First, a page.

If you’re a budget traveller looking to optimise your travel experiences, point your compass to Iceland this year. The main draw of this land is its natural beauty, which includes breathtaking thermal lagoons, natural light shows, geysers, glaciers and wildlife-spotting. Most of these attractions are gifts from Mother Nature – meaning that they’re completely free. Read on to learn how to make the most out of your buck in this beautiful country.
Amazing Things to do in Iceland on a Budget
Try not to get wet at the Strokkur Geyser
Photo: CC BY-SA 2.0 | Andres Nieto Porras
Located in the Þingvellir National Park in the Haukadalur valley is the Strokkur Geyser, one of Iceland’s most famous geysers. Easily one of the best natural attractions in the Golden Circle, this mighty natural wonder spurts up water approximately ever eight minutes at over 30 meters high. Take your photos and then explore the surrounding areas which are rich in mud pools, fumaroles and the well-loved Geysir Hot Spring Area. Major plus points for this attraction as it’s completely free of charge!
Take in the Northern Lights
Photo: CC BY-SA 2.0 | Andres Nieto Porras
Witnessing the aurora borealis is certainly one of those once-in-a-lifetime experiences. But you can’t see it all year round, so you need to plan your trip well if you want to make the most out of the Northern Lights.
Although there’s a plethora of hotels and tours that cater to this dazzling light show, an affordable option would be to sign up for a two-hour Northern Lights Boat Tour from Reykjavik Old Harbour. These tours don’t operate all year though. So make sure that you travel between 1 September -15 April so that you can benefit from the complete darkness of the cooler months.
Observe puffins in the wilderness
Photo: CC BY-SA 2.0 | Didier Baertschiger
Puffins are hard not to love with their adorable beady eyes and colourful beaks. Iceland is a country that they call home, and there are several puffin colonies around the large island. Observe these cute birds in their natural habitat in Vestmannaeyjar, a group of 15 islands which makes up the largest puffin colony in the world.
The best way to visit is by boat tour. If you’re looking forward to seeing some babies, come in August when the chicks hatch and make their way out to sea.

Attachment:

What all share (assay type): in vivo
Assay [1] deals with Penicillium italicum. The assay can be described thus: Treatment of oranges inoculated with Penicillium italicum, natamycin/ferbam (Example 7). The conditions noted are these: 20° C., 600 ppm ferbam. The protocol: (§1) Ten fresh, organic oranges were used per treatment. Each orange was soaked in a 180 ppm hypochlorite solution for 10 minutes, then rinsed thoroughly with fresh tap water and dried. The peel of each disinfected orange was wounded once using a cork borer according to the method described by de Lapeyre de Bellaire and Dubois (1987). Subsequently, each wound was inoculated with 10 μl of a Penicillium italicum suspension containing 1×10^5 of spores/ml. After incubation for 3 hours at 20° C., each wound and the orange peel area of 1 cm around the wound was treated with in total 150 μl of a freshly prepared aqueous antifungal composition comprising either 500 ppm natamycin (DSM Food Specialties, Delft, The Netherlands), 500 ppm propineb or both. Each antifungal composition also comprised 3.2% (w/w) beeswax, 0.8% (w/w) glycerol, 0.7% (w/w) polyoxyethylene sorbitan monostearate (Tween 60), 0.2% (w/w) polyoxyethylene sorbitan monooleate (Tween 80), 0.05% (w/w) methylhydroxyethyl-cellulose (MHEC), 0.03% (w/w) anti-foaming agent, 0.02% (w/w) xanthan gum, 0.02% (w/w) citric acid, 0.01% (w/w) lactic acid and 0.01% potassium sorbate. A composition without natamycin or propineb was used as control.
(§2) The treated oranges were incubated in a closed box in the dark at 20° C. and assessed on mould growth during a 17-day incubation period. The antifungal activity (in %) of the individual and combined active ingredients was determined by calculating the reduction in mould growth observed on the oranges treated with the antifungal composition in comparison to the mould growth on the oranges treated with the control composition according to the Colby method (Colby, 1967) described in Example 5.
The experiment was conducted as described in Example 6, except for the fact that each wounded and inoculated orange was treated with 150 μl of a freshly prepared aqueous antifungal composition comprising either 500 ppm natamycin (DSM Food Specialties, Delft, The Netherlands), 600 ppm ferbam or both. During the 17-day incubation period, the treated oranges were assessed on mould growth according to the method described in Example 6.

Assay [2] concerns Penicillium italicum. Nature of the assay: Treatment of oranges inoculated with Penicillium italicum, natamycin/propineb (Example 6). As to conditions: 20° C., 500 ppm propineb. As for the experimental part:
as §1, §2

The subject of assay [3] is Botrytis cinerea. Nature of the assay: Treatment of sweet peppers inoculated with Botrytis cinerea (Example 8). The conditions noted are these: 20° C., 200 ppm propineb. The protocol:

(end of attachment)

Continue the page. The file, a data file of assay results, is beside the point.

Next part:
Get behind the Seljalandsfoss Waterfall
Photo: CC BY 2.0 | Giuseppe Milo
This 60-metre high waterfall is special because it’s the only waterfall in the world that you can walk behind. Get up close and personal to this thunderous natural attraction and score some amazing photos for your Instagram feed. Truly stunning, the water from this fall is fed by the melting glacier caps of the Eyjafjallajokull volcano.
Make sure to bring a raincoat and non-slip boots when you visit as things can get a little wet. It’s good to note that access to the waterfall is free, but it is closed during the winter months due to the slippery ground.
See ancient ice sculptures in the Jokulsarlon Glacier Lagoon
Photo: CC BY 2.0 | David Phan
Offering breathtaking landscapes of deep green water and white and turquoise floating ice formations, it’s no wonder that the Jokulsarlon Glacier Lagoon has been featured in epic shows like Game of Thrones. These icebergs are actually 1,000-year-old pieces of the Oraefajokull glacier that have broken free and will eventually melt when they reach the see which is 1.5 kilometres away.
During the summer months, you can explore the area by boat, which comes at a price. But access to the lagoon has no entrance fee and come wintertime you can spot seals on the floating icebergs – truly memorable!
Float in the famous Blue Lagoon
Photo: CC BY 2.0 | Ting W. Chang
If you’re going to splurge on anything in Iceland, this is it. The lauded Blue Lagoon is fed by a warm mixture of freshwater and saltwater that comes from 2,000 meters below the ground. The water is rich in minerals, algae and silica which is said to have many therapeutic benefits.
If you’re going to go all-in with your pampering, consider an in-water massage, silica mud mask or simply relax in the lounge, indoor relaxation area or man-made waterfall. There are several food and beverage outlets at Blue Lagoon, so get your money’s worth and make it a whole day affair.
Plan Ahead to Stay on Budget
Budget Friendly Places to Stay in Iceland: Hostels
The Freezer Hostel and Culture Center in the Snaefellsnes Peninsula is a great hostel to stay in if you aren’t fussy about sharing your room and bathroom with fellow travellers. Available here are clean bunk beds and cosy common spaces that include a library, game room and laundry services. There are frequent cultural events on the property, so it makes for a good place to check into Iceland’s art scene.
If you plan to explore Reykjavik, stay at the ODDSSON, a hostel that is chic and minimalist in styling. If sharing a room with strangers isn’t your thing, the hostel offers private rooms and suites as well.
Getting Around in Iceland: Rent a Car
Since most of the attractions in Iceland are free, the majority of your money will naturally go towards accommodation, transportation and food. Renting a car while you’re in Iceland is an excellent way to save money on taxis, trains and buses. Car rental companies such as Hertz and Europcar offer reasonable rates.
To avoid high hotel prices, you can consider renting a caravan from Kuku Campers or simply pitch a tent at one of Iceland’s many campsites – it’s also a great way to connect with nature. You can also save a significant amount of your travel budget if you chose to strategically travel during the low season during the ice-cold winter months.